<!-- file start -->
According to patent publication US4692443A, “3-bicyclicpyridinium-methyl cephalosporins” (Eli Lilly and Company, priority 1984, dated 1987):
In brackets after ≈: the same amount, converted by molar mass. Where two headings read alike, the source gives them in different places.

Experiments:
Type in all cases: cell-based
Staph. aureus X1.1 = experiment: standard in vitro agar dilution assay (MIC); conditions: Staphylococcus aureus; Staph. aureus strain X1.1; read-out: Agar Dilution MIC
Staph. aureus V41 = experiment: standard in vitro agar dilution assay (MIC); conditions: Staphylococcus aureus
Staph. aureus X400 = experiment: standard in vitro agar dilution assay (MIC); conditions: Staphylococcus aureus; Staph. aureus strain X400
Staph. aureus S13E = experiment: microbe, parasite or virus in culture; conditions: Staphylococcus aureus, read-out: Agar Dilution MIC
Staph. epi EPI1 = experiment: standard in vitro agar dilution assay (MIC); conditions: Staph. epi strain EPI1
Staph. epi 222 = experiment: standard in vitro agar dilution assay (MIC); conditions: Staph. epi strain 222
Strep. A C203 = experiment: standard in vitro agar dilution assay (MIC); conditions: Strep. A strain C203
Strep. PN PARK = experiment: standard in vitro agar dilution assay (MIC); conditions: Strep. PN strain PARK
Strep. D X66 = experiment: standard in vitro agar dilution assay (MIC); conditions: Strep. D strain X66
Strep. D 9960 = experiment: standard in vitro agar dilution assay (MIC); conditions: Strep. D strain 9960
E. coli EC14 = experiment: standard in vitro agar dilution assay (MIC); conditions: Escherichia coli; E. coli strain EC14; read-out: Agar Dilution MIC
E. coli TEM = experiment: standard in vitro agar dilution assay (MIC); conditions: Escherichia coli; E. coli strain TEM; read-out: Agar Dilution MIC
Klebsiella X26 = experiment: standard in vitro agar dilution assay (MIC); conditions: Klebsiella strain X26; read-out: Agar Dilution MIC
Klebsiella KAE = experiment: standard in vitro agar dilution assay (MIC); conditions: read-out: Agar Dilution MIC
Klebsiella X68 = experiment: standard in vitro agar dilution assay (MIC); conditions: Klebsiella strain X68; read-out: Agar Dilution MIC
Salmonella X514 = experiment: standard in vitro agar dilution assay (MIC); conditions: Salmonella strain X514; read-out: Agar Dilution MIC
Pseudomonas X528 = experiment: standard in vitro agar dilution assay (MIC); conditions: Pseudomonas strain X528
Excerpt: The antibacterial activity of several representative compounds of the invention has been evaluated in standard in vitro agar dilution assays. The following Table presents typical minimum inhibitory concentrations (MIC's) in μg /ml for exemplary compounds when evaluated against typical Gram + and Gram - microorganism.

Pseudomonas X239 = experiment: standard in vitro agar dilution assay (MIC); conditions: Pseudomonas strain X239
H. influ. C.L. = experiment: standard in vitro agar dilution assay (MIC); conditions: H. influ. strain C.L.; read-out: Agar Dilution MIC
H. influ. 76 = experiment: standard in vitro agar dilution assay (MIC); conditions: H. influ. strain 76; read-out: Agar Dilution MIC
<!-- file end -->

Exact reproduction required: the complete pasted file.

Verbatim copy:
According to patent publication US4692443A, “3-bicyclicpyridinium-methyl cephalosporins” (Eli Lilly and Company, priority 1984, dated 1987):
In brackets after ≈: the same amount, converted by molar mass. Where two headings read alike, the source gives them in different places.

Experiments:
Type in all cases: cell-based
Staph. aureus X1.1 = experiment: standard in vitro agar dilution assay (MIC); conditions: Staphylococcus aureus; Staph. aureus strain X1.1; read-out: Agar Dilution MIC
Staph. aureus V41 = experiment: standard in vitro agar dilution assay (MIC); conditions: Staphylococcus aureus
Staph. aureus X400 = experiment: standard in vitro agar dilution assay (MIC); conditions: Staphylococcus aureus; Staph. aureus strain X400
Staph. aureus S13E = experiment: microbe, parasite or virus in culture; conditions: Staphylococcus aureus, read-out: Agar Dilution MIC
Staph. epi EPI1 = experiment: standard in vitro agar dilution assay (MIC); conditions: Staph. epi strain EPI1
Staph. epi 222 = experiment: standard in vitro agar dilution assay (MIC); conditions: Staph. epi strain 222
Strep. A C203 = experiment: standard in vitro agar dilution assay (MIC); conditions: Strep. A strain C203
Strep. PN PARK = experiment: standard in vitro agar dilution assay (MIC); conditions: Strep. PN strain PARK
Strep. D X66 = experiment: standard in vitro agar dilution assay (MIC); conditions: Strep. D strain X66
Strep. D 9960 = experiment: standard in vitro agar dilution assay (MIC); conditions: Strep. D strain 9960
E. coli EC14 = experiment: standard in vitro agar dilution assay (MIC); conditions: Escherichia coli; E. coli strain EC14; read-out: Agar Dilution MIC
E. coli TEM = experiment: standard in vitro agar dilution assay (MIC); conditions: Escherichia coli; E. coli strain TEM; read-out: Agar Dilution MIC
Klebsiella X26 = experiment: standard in vitro agar dilution assay (MIC); conditions: Klebsiella strain X26; read-out: Agar Dilution MIC
Klebsiella KAE = experiment: standard in vitro agar dilution assay (MIC); conditions: read-out: Agar Dilution MIC
Klebsiella X68 = experiment: standard in vitro agar dilution assay (MIC); conditions: Klebsiella strain X68; read-out: Agar Dilution MIC
Salmonella X514 = experiment: standard in vitro agar dilution assay (MIC); conditions: Salmonella strain X514; read-out: Agar Dilution MIC
Pseudomonas X528 = experiment: standard in vitro agar dilution assay (MIC); conditions: Pseudomonas strain X528
Excerpt: The antibacterial activity of several representative compounds of the invention has been evaluated in standard in vitro agar dilution assays. The following Table presents typical minimum inhibitory concentrations (MIC's) in μg /ml for exemplary compounds when evaluated against typical Gram + and Gram - microorganism.

Pseudomonas X239 = experiment: standard in vitro agar dilution assay (MIC); conditions: Pseudomonas strain X239
H. influ. C.L. = experiment: standard in vitro agar dilution assay (MIC); conditions: H. influ. strain C.L.; read-out: Agar Dilution MIC
H. influ. 76 = experiment: standard in vitro agar dilution assay (MIC); conditions: H. influ. strain 76; read-out: Agar Dilution MIC